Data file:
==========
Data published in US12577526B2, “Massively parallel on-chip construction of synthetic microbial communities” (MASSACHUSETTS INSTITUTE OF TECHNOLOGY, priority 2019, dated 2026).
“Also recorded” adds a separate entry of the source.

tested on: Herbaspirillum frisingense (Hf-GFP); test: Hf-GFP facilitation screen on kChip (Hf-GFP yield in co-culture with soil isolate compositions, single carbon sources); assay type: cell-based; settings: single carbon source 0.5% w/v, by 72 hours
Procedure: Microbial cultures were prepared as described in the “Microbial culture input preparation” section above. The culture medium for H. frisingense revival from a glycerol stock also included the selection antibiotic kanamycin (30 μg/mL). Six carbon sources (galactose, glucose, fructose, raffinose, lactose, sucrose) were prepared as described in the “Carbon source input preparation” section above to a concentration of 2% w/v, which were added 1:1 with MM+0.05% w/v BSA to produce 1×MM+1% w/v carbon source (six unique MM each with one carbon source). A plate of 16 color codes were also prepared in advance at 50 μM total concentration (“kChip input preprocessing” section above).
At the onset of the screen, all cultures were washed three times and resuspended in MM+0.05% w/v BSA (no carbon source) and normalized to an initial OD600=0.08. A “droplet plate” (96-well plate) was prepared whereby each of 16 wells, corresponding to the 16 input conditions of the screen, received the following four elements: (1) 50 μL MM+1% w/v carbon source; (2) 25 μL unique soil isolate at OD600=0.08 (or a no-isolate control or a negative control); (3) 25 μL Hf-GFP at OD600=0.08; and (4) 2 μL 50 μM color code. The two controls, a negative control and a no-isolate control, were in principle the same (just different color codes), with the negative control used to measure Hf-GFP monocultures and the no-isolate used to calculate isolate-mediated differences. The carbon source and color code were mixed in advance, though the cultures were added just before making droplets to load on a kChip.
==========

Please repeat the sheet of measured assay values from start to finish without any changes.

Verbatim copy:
Data published in US12577526B2, “Massively parallel on-chip construction of synthetic microbial communities” (MASSACHUSETTS INSTITUTE OF TECHNOLOGY, priority 2019, dated 2026).
“Also recorded” adds a separate entry of the source.

tested on: Herbaspirillum frisingense (Hf-GFP); test: Hf-GFP facilitation screen on kChip (Hf-GFP yield in co-culture with soil isolate compositions, single carbon sources); assay type: cell-based; settings: single carbon source 0.5% w/v, by 72 hours
Procedure: Microbial cultures were prepared as described in the “Microbial culture input preparation” section above. The culture medium for H. frisingense revival from a glycerol stock also included the selection antibiotic kanamycin (30 μg/mL). Six carbon sources (galactose, glucose, fructose, raffinose, lactose, sucrose) were prepared as described in the “Carbon source input preparation” section above to a concentration of 2% w/v, which were added 1:1 with MM+0.05% w/v BSA to produce 1×MM+1% w/v carbon source (six unique MM each with one carbon source). A plate of 16 color codes were also prepared in advance at 50 μM total concentration (“kChip input preprocessing” section above).
At the onset of the screen, all cultures were washed three times and resuspended in MM+0.05% w/v BSA (no carbon source) and normalized to an initial OD600=0.08. A “droplet plate” (96-well plate) was prepared whereby each of 16 wells, corresponding to the 16 input conditions of the screen, received the following four elements: (1) 50 μL MM+1% w/v carbon source; (2) 25 μL unique soil isolate at OD600=0.08 (or a no-isolate control or a negative control); (3) 25 μL Hf-GFP at OD600=0.08; and (4) 2 μL 50 μM color code. The two controls, a negative control and a no-isolate control, were in principle the same (just different color codes), with the negative control used to measure Hf-GFP monocultures and the no-isolate used to calculate isolate-mediated differences. The carbon source and color code were mixed in advance, though the cultures were added just before making droplets to load on a kChip.